With help from Holmes and Hamlet, Francis and L’Engle.
The question has arisen a lot lately, with UFO reports growing in frequency and credibility — but Christians have looked at that question for years. Here are four attitudes Catholic (and nearly Catholic) thinkers have had.
First, the Sherlock Holmes attitude: Demand a lot of proof.
This first attitude says that it is possible that the newly declassified videos from naval fighter planes in 2004 and the cell phone video from that guy on the ferry last week recorded extraterrestrial visitors. But that shouldn’t be the first explanation we have for them.
Sherlock Holmes wasn’t Catholic, but the great fictional detective was created by Arthur Conan Doyle, who was educated by Jesuits before he left the faith, and Holmes has a very Catholic approach to the problems he faces. I love what he says in The Hound of the Baskervilles when confronted with the problem of a supposed demonic glowing hellhound loose on the moors.
He tells Watson: “If Dr. Mortimer’s surmise should be correct, and we are dealing with forces outside the ordinary laws of Nature, there is an end of our investigation. But we are bound to exhaust all other hypotheses before falling back upon this one.”
He neither believes nor rules out belief; he wants to see evidence.
This is in fact what scholastic thinkers of the 13th and 14th centuries said about other worlds like ours. Sure, God could have created them, they said — but they figured he probably didn’t.
Second, the Hamlet attitude: Be willing to accept the unexpected.
As William Shakespeare’s Hamlet says to Horatio, “There are more things in heaven and earth, Horatio, than are dreamt of in your philosophy.”
That’s the right attitude toward the world. Jesus says we should “become like children” and part of that, I think, is being open-minded about what exists — and delighted by it, too.
Children exclaim in surprised joy when they see a bird or a squirrel. Adults should do the same thing — at the zoo, for starters, but also when we discover new creatures, like these, which look like space aliens.
God created all of it — “a wonder of infinite ideas, and all for our delight,” as Aleteia’s Kathleen Hattrup put it — and when we die we will encounter even more startling creatures.
Why should it surprise us if, added to all that, there are also intelligent beings on other planets?
Third, the Francis Attitude: Intergalactic hospitality.
As Vatican astronomer Father José Gabriel Funes put it in 2008, “As a multiplicity of creatures exist on earth, so there could be other beings, also intelligent, created by God. … To say it with Saint Francis, if we consider earthly creatures as ‘brother’ and ‘sister,’ why cannot we also speak of an ‘extraterrestrial brother?’”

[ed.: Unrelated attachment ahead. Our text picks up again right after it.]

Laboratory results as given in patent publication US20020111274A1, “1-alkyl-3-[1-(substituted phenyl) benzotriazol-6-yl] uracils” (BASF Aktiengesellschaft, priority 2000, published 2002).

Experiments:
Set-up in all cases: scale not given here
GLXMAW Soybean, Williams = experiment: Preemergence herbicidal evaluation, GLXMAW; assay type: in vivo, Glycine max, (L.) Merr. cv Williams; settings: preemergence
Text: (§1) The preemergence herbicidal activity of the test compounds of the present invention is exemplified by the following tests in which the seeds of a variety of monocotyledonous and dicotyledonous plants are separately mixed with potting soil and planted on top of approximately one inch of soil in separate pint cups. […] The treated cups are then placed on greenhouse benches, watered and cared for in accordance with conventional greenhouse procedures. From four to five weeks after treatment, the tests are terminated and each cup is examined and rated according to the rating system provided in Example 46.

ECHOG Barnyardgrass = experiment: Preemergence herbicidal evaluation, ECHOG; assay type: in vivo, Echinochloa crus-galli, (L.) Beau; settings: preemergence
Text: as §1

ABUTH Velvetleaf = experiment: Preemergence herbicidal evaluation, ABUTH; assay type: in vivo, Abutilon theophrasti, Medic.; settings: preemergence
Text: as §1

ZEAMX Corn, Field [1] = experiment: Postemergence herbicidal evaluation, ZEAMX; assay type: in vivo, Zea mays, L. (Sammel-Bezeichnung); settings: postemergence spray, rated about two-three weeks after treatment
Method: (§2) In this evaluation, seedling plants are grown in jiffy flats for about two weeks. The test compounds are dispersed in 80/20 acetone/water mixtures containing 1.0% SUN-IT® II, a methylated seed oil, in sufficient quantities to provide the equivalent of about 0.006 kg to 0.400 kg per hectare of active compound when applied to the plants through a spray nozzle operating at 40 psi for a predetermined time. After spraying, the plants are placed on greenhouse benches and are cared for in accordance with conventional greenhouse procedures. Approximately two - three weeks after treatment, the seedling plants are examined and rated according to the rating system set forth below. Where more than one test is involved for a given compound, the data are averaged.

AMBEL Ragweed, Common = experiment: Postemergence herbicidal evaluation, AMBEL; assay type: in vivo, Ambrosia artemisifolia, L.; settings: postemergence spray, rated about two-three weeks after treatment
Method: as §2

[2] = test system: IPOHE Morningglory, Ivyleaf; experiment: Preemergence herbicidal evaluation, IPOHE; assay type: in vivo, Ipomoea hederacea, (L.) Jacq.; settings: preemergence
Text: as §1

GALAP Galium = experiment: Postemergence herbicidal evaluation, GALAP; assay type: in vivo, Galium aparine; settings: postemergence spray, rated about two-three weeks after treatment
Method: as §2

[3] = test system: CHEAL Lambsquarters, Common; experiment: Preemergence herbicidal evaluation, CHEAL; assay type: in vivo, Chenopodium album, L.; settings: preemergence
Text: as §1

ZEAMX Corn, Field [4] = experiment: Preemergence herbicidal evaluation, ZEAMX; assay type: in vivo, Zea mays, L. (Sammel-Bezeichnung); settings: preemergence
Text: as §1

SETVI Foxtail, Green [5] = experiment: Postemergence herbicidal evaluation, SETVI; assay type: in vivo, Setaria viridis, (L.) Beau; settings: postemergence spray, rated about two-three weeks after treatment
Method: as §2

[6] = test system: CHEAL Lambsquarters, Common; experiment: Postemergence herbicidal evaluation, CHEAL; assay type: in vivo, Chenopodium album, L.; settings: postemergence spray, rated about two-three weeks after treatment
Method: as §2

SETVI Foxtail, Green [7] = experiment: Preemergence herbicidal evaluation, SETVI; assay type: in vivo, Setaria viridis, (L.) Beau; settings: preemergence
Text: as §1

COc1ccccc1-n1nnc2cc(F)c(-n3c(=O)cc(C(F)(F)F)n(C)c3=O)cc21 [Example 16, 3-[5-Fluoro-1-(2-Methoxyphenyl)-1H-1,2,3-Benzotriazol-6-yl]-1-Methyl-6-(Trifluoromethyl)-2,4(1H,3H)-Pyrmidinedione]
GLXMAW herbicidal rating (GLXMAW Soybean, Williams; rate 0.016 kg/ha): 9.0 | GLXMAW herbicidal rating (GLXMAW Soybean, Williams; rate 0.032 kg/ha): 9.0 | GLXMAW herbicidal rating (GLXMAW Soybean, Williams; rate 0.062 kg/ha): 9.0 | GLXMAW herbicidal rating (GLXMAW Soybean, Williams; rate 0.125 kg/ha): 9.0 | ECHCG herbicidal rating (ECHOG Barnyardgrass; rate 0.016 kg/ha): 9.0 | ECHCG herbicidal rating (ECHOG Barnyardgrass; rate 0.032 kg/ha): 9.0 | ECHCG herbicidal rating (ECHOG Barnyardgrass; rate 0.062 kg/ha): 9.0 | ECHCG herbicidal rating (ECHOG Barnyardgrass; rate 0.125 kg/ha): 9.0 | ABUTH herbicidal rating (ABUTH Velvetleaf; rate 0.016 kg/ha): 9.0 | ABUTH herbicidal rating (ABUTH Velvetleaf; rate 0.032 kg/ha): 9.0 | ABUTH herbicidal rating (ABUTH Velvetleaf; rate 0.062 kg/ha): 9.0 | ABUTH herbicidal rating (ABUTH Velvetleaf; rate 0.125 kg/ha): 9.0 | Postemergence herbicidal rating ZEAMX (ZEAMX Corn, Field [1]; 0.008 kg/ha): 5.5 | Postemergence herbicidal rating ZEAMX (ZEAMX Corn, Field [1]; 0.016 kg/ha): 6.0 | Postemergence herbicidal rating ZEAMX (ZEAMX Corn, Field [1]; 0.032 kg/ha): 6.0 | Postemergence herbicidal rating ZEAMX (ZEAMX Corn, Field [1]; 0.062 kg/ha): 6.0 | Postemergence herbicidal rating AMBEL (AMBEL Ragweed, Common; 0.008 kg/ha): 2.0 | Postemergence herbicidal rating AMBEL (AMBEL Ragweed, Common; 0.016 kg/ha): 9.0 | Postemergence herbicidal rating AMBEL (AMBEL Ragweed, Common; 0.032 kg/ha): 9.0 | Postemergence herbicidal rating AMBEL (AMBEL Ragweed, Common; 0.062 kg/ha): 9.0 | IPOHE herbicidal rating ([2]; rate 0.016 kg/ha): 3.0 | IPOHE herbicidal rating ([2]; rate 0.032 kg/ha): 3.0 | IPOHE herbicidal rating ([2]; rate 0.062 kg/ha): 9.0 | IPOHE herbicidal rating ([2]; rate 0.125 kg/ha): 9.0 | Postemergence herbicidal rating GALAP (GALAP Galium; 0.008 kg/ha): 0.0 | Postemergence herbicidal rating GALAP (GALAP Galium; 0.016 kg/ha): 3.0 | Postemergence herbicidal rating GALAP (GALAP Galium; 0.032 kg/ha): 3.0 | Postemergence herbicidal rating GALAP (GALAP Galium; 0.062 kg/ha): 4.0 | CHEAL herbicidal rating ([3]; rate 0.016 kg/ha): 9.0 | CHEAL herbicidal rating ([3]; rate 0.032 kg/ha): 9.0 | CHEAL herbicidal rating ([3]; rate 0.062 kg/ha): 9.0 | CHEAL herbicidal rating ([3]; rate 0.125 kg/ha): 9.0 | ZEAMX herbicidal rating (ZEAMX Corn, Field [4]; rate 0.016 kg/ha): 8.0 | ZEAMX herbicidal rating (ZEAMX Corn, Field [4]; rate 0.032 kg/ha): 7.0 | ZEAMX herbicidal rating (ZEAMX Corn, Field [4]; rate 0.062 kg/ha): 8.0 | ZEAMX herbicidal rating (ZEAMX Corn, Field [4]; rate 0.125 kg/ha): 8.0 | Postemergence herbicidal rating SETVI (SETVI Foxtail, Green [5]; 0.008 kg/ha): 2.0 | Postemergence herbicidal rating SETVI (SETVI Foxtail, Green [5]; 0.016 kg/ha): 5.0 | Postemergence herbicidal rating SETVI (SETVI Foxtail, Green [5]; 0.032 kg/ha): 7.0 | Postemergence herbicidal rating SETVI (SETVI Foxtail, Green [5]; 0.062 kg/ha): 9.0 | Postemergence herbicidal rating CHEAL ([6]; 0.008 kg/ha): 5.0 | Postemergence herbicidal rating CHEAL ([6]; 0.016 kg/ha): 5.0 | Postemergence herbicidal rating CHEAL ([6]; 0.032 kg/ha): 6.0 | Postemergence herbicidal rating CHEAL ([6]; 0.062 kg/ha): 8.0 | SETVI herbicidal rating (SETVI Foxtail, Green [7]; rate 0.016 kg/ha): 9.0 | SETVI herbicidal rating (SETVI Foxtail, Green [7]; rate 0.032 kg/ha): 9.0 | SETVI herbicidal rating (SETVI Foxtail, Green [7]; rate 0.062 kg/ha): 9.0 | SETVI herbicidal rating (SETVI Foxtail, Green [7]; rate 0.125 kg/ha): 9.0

C.S. Lewis said the same thing. “If there are other species, we should welcome them. Our loyalty is due not to our species but to God. Those who are, or can become, his sons, are our real brothers even if they have shells or tusks.”
This is a problem that has faced Christians through history, and the Church’s teaching has seen the dignity in every new people we have encountered, from the Slavs to the Mongols to the natives of the New World. It all began in the Book of Acts, when Christians doubted Gentiles could be baptized, until St. Peter welcomed them in.
Commenting on the passage where he did so, Pope Francis said: “Just as if, for example, tomorrow an expedition of Martians came … green, with long noses and big ears, just like children draw them … and one were to say, ‘I want to be baptized!’ What would happen?”
He leaves that question unanswered, which leads us to a fourth attitude.
Fourth, the L’Engle Attitude: We don’t know them until we meet them.
Should we baptize extraterrestrials?
We know that angels exist, with no bodies, and that they faced a choice for or against God. We faced the same choice, fell through Adam and Eve, and their original sin is passed on by propagation to each of us, such that we all need to be baptized.
But we can only guess what extraterrestrials might be like. Would they be redeemed by Christ? Would they be redeemed by some other incarnation — or some other means besides incarnation? Would they be unfallen?
The Christian author Madeleine L’Engle, who, along with C.S. Lewis, imagined other worlds of both fallen and unfallen people, refused to answer the question as it relates to the real world.
“I believe that we can understand cosmic questions only through particulars. I can understand God only through one specific particular, the incarnation of Jesus of Nazareth.”
The great theologian Father Reginald Garrigou-Lagrange said the same thing. We don’t know who else is out there, so “we restrict our questions to our planet.”
Do space aliens need redemption? Let’s hold the question until we meet one — after all, we probably never will.
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